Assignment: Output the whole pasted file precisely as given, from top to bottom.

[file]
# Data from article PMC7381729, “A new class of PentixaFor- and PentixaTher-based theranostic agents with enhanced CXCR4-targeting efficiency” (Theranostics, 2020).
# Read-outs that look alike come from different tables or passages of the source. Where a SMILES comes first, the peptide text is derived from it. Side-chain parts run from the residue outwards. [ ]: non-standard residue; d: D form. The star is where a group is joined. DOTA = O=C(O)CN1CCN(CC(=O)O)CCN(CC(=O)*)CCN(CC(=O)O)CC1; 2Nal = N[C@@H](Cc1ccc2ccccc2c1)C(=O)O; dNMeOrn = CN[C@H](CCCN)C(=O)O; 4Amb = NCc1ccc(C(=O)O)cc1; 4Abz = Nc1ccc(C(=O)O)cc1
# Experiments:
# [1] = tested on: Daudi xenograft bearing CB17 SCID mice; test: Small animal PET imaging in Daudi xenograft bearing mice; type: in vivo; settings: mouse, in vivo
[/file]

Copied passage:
# Data from article PMC7381729, “A new class of PentixaFor- and PentixaTher-based theranostic agents with enhanced CXCR4-targeting efficiency” (Theranostics, 2020).
# Read-outs that look alike come from different tables or passages of the source. Where a SMILES comes first, the peptide text is derived from it. Side-chain parts run from the residue outwards. [ ]: non-standard residue; d: D form. The star is where a group is joined. DOTA = O=C(O)CN1CCN(CC(=O)O)CCN(CC(=O)*)CCN(CC(=O)O)CC1; 2Nal = N[C@@H](Cc1ccc2ccccc2c1)C(=O)O; dNMeOrn = CN[C@H](CCCN)C(=O)O; 4Amb = NCc1ccc(C(=O)O)cc1; 4Abz = Nc1ccc(C(=O)O)cc1
# Experiments:
# [1] = tested on: Daudi xenograft bearing CB17 SCID mice; test: Small animal PET imaging in Daudi xenograft bearing mice; type: in vivo; settings: mouse, in vivo